Monday, March 25, 2013
The Post-Marcionite Creeds (aka “the pre-Pauline creeds”)
No fallacy is more glaring than the 'consensus of most scholars' that pre-Pauline creedal material is present the New Testament. And by being pre-Pauline, which assumes Paul is more than a literary character, and in fact is a contemporary of Jesus, his blinding conversion separated by less than a decade from his mission, these creeds therefore appear to be incorruptible evidence, coming within only months (a few years at most) of the crucifixion, and so demonstrate first beliefs of Christianity, and arguably the surety of its historical roots. This evidence seems to have been enough that Bart Erhman declared Adoptionism was likely the first form of Christianity, a conclusion that derives directly from the very nature of these creeds.
There are so many problems with this position that it’s can be confusing which weak point to attack first.
But we should start with the most basic question, what are creeds and why would they be written? Creeds are statements of doctrine, sometimes called tenets of faith, which are used to distinguish one group from another. And this being the case we need to ask, from whom is the creed trying to separate their group from? To answer this we need to look at the terms of the so called pre-Pauline creeds.
The creeds most often spoken of as pre-Pauline are Romans 1:2-5, 1 Corinthians 15:3-7, (2 Timothy 2:8) which deal with the resurrection, and the those that deal with other traditions 1 Corinthians 11:23-26, Philippians 2:6-11, Colossians 1:15-20, Romans 16:25-27. We will first look at the resurrection creeds, starting with Romans 1:2-4 which states (I start with the last two words of 1:1 “the Gospel of God” for reference).
εὐαγγέλιον θεοῦ, ὃ προεπηγγείλατο διὰ τῶν προφητῶν αὐτοῦ ἐν γραφαῖς ἁγίαις περὶ τοῦ υἱοῦ αὐτοῦ τοῦ γενομένου ἐκ σπέρματος Δαυὶδ κατὰ σάρκα, τοῦ ὁρισθέντος υἱοῦ θεοῦ ἐν δυνάμει κατὰ πνεῦμa ἁγιωσύνης ἐξ ἀναστάσεως νεκρῶν, Ἰησοῦ Χριστοῦ τοῦ κυρίου ἡμῶν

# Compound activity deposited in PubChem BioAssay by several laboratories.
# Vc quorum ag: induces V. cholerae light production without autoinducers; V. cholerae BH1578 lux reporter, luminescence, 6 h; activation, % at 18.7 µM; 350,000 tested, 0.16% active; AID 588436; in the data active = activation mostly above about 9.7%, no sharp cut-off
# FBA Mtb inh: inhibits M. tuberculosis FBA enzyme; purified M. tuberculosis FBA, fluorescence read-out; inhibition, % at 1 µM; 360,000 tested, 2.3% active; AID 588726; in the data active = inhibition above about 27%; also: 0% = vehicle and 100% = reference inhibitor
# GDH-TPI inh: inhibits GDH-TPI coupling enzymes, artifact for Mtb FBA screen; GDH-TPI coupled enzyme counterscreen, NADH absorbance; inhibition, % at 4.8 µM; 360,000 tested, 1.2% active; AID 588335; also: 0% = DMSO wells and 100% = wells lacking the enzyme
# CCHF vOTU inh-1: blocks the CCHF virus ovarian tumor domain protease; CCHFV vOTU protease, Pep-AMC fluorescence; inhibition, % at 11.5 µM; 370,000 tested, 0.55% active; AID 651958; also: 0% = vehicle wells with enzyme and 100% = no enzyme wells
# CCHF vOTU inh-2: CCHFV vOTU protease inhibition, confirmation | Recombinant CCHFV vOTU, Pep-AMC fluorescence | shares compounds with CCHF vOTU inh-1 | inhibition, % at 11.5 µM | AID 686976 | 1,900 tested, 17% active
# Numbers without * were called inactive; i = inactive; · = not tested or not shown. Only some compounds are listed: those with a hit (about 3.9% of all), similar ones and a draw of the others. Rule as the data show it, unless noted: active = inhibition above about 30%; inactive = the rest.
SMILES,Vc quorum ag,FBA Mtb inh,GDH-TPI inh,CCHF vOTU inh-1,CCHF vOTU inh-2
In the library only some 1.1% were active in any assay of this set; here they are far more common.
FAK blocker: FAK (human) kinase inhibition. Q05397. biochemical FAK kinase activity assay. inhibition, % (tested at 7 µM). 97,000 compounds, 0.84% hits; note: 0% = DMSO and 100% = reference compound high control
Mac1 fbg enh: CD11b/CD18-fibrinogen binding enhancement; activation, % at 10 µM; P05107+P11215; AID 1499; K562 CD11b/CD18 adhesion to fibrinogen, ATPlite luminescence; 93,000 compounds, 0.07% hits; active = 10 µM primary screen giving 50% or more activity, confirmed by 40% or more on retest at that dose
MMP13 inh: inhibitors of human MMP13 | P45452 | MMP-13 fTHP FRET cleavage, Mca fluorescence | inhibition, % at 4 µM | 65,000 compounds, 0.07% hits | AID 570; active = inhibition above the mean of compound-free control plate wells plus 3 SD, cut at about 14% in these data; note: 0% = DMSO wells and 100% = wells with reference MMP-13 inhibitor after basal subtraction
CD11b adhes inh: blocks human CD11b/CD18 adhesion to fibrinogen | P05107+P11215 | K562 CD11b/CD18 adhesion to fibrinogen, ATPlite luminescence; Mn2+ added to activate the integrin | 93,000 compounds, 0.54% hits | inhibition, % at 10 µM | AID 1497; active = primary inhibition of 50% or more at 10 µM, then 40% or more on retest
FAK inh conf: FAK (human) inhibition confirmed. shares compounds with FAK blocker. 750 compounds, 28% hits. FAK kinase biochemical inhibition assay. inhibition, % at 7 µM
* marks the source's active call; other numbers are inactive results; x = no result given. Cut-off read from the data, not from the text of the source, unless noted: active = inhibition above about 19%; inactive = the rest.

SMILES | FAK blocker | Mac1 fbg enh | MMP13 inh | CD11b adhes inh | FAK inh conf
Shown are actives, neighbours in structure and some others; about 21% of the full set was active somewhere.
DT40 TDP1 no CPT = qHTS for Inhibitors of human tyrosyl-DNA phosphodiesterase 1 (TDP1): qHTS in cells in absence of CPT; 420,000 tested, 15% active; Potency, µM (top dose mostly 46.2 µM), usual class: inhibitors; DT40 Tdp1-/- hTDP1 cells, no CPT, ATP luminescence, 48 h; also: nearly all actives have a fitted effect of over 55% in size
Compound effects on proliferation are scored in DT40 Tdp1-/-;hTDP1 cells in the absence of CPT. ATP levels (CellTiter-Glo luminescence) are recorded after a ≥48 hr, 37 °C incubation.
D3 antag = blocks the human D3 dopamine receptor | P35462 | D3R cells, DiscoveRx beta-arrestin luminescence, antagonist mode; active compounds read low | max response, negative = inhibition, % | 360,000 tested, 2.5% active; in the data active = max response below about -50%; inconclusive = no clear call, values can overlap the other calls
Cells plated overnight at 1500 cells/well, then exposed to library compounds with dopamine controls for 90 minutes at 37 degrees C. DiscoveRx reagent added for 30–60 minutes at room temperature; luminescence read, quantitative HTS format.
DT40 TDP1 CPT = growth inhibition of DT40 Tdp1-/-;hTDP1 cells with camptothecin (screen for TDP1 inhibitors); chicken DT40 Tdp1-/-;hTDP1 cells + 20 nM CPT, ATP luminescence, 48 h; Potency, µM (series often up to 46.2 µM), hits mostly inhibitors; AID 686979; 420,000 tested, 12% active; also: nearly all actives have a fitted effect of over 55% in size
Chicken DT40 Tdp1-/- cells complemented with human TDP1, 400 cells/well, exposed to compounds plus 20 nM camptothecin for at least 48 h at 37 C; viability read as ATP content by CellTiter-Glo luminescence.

[the] gospel of God, which he promised before through his prophets in the holy scriptures concerning his son who was descendant from the seed of David according to the flesh, having been designated the son of God in power according to the spirit of holiness by [his] resurrection from the dead, Jesus Christ our Lord
The main points of the creed are to (1) declare a Gospel of God; (2) declare that Jesus was a human descendent of David; (3) declare that Jesus was designated (appointed) the son of God according to the holiness of his spirit by his resurrection from the dead. We are left to ponder who are the opponents whom this creed wishes to separate on these accounts?
The first answer comes in the verse which follows when the declaration εἰς ὑπακοὴν πίστεως ἐν πᾶσιν τοῖς ἔθνεσιν "for the obedience of the faith among all the gentiles;" this same target is echoed in the creedal appendage of Romans 16:25-27 εἰς ὑπακοὴν πίστεως εἰς πάντα τὰ ἔθνη γνωρισθέντος, "for the obedience of the faith having been made known to the gentiles." So it is clear the opposition where there is not universal obedience of the faith, which is heresies, is to be found in the gentile faction, not the torah accepting faithful. This opposing group has a different Gospel, one that does not accept the prophets or the Jewish scriptures, and does not accept Jesus as human and descendent from David, nor obviously by extension can they accept that his sonship was from adoption (τοῦ ὁρισθέντος υἱοῦ θεοῦ).
The theme of obedience to the Gospel of God is found throughout the Catholic Epistles, and elsewhere in the most Catholic books of the New Testament. 1 Peter 4:17 asks, "For the time has come for judgment … what will be the end of those who disobey the Gospel of God" (ὅτι ὁ καιρὸς τοῦ ἄρξασθαι τὸ κρίμα … τί τὸ τέλος τῶν ἀπειθούντων τῷ τοῦ θεοῦ εὐαγγελίῳ)? The opposition to the Gospel of God is placed in an actual locale in the post-Marcionite verse 1 Thessalonians 2:2 "in Philippi we had courage in our God to declare to you the gospel of God in the face of great opposition" (ἐν Φιλίπποις ἐπαρρησιασάμεθα ἐν τῷ θεῷ ἡμῶν λαλῆσαι πρὸς ὑμᾶς τὸ εὐαγγέλιον τοῦ θεοῦ ἐν πολλῷ ἀγῶνι).